It’s a simple equation: (Wish To Write + Ideas) * X = Writers Block. X may equal procrastination, perfectionism, fear, distractions, or that shadow that’s been growing in the corner of the room for the past hour and from which you’re now pretty sure you can hear breathing and muttering. At any rate, you need help (or at least your writing does; you yourself may be beyond rescuing).
To which I say: good luck, try writing prompts. They’re these handy little open-ended phrases created by other people with the sole purpose of getting you started. I recently Googled “writing prompts” and came up with this list of 60 (which is two month’s worth of one a day, as they helpfully point out).
Lord help me, they’re terrifying. They work. Because I would rather write ANYTHING than come up with a response to, for example, #25, “If I knew then what I know now.” I do not jest when I say this: upon reading this prompt, I immediately started to second guess everything I ever learned and descended into utter “what is the meaning of life” existential madness. (Sample brainloop: Do I REALLY know more now than I did then? Or do I just ASSUME or HOPE that’s the case because present-me needs to feel superior to past-me? What is the “now” versus “then” they refer to, anyway? What is time? Where is that video of Henri the Cat?)
Compared to that, I’ll happily focus on writing topics that don’t induce use of the Caps Lock key any day.
But some of these prompts did resonate with…something, inside me. They may yet emerge once I’ve had time to think them over. #45, “I open the last book on earth.” Immediately, I remember the power of Fahrenheit 451‘s conclusion. People become books – ” ‘Walk carefully. Guard your health. If anything should happen to Harris, you are the Book of Ecclesiastes. See how important you’ve become in the last minute!’ ” (Ray Bradbury, Fahrenheit 451).
I find depths of insight in Bradbury (more on him later), and this scene in particular has shaped my view of societies, cultures, and the accumulated learning that is the best excuse for civilization. Knowledge emerges in unusual ways, sparked by odd chemistries and catalysis and chimerisms. The rational world provides a framework, but something else flutters around its bars, just out of sight. As a writer, allowing this mental ecosystem to emerge and evolve is one of the most difficult tasks – it is far too easy to go in with pruning shears and over-critical judgement, as it were, and accidentally exterminate a few evolutionary lines – and then spend the next several days staring at a blank page, wondering why everything is so scorched-earth quiet.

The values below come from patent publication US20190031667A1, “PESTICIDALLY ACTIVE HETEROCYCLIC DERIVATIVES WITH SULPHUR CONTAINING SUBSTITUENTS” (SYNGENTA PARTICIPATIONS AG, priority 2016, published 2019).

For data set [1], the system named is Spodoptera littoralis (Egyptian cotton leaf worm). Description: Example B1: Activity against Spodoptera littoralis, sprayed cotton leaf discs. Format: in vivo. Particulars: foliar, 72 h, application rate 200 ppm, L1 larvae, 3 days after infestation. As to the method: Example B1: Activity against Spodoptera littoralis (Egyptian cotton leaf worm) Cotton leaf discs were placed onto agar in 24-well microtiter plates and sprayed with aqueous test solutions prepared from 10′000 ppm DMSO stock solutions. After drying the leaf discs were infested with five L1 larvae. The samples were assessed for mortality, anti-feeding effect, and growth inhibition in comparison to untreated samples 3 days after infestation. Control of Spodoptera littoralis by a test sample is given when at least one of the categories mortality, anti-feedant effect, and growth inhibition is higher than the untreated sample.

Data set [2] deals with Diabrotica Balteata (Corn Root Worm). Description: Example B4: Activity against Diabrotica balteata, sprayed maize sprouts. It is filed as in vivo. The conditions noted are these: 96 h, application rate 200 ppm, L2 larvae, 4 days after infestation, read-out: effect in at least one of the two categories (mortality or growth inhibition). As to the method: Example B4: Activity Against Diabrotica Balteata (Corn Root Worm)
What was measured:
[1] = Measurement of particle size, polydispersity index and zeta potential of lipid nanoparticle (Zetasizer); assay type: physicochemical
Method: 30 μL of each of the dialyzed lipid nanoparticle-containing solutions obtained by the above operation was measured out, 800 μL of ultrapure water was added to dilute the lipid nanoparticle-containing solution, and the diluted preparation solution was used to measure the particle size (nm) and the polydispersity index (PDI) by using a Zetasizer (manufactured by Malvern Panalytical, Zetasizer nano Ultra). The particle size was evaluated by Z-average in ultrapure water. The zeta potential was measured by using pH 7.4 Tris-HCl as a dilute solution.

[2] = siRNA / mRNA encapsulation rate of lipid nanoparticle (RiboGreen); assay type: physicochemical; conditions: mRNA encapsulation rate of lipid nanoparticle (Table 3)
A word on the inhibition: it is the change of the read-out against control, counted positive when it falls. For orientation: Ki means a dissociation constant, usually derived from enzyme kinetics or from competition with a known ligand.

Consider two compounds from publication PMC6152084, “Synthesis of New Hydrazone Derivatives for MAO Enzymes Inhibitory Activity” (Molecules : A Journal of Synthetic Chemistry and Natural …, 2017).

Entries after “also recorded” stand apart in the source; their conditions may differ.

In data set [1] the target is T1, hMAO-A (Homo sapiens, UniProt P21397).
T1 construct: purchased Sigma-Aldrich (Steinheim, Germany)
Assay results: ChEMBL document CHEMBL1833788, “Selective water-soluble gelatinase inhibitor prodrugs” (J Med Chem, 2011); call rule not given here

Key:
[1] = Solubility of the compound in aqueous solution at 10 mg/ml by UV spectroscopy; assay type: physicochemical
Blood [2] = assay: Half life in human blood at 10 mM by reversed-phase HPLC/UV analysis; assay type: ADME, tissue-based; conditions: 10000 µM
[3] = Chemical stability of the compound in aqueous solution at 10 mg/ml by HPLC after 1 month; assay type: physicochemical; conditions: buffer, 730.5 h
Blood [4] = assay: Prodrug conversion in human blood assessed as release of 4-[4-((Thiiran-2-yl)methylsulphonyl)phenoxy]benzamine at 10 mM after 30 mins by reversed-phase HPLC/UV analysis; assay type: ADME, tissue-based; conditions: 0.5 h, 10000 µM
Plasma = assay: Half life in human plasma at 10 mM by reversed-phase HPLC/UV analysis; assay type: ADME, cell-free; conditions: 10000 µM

Hence my newfound respect for the writing prompt. I envision it as the equivalent of a night vision camera, allowing me to capture elusive species in their undisturbed state inside my head. It surprises them as much as me – and I find surprise is a wonderful antidote to self-criticism, because you can’t argue with it. You can analyze it, yes. But you know you were surprised. And since it is notoriously hard to tame – unlike that thing in the corner – your best bet is to leave the windows open and hope a surprise flies in. Or try writing prompts. Because if I knew then what I know now…you get the idea.
For a wonderful exploration of the element of surprise, look up Terry Pratchett’s Thief of Time. And as always, please share surprises or writing prompts in the comments!